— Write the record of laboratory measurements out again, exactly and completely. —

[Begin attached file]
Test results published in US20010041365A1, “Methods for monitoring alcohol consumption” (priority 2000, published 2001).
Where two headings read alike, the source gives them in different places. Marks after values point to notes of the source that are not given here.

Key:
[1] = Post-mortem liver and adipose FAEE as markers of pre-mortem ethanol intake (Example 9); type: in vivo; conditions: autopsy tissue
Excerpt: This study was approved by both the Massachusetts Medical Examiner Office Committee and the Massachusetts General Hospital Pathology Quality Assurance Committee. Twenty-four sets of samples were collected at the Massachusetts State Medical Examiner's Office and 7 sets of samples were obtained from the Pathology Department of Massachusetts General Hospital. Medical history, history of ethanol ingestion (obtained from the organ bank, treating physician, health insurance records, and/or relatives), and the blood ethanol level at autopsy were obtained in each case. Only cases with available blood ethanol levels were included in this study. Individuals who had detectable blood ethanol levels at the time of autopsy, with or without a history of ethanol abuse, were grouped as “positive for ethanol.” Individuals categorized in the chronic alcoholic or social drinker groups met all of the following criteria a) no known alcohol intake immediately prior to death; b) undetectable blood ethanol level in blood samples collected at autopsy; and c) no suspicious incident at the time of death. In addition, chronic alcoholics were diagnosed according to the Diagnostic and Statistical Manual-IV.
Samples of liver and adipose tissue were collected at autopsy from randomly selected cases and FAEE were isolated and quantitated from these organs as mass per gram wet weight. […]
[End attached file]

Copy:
Test results published in US20010041365A1, “Methods for monitoring alcohol consumption” (priority 2000, published 2001).
Where two headings read alike, the source gives them in different places. Marks after values point to notes of the source that are not given here.

Key:
[1] = Post-mortem liver and adipose FAEE as markers of pre-mortem ethanol intake (Example 9); type: in vivo; conditions: autopsy tissue
Excerpt: This study was approved by both the Massachusetts Medical Examiner Office Committee and the Massachusetts General Hospital Pathology Quality Assurance Committee. Twenty-four sets of samples were collected at the Massachusetts State Medical Examiner's Office and 7 sets of samples were obtained from the Pathology Department of Massachusetts General Hospital. Medical history, history of ethanol ingestion (obtained from the organ bank, treating physician, health insurance records, and/or relatives), and the blood ethanol level at autopsy were obtained in each case. Only cases with available blood ethanol levels were included in this study. Individuals who had detectable blood ethanol levels at the time of autopsy, with or without a history of ethanol abuse, were grouped as “positive for ethanol.” Individuals categorized in the chronic alcoholic or social drinker groups met all of the following criteria a) no known alcohol intake immediately prior to death; b) undetectable blood ethanol level in blood samples collected at autopsy; and c) no suspicious incident at the time of death. In addition, chronic alcoholics were diagnosed according to the Diagnostic and Statistical Manual-IV.
Samples of liver and adipose tissue were collected at autopsy from randomly selected cases and FAEE were isolated and quantitated from these organs as mass per gram wet weight. […]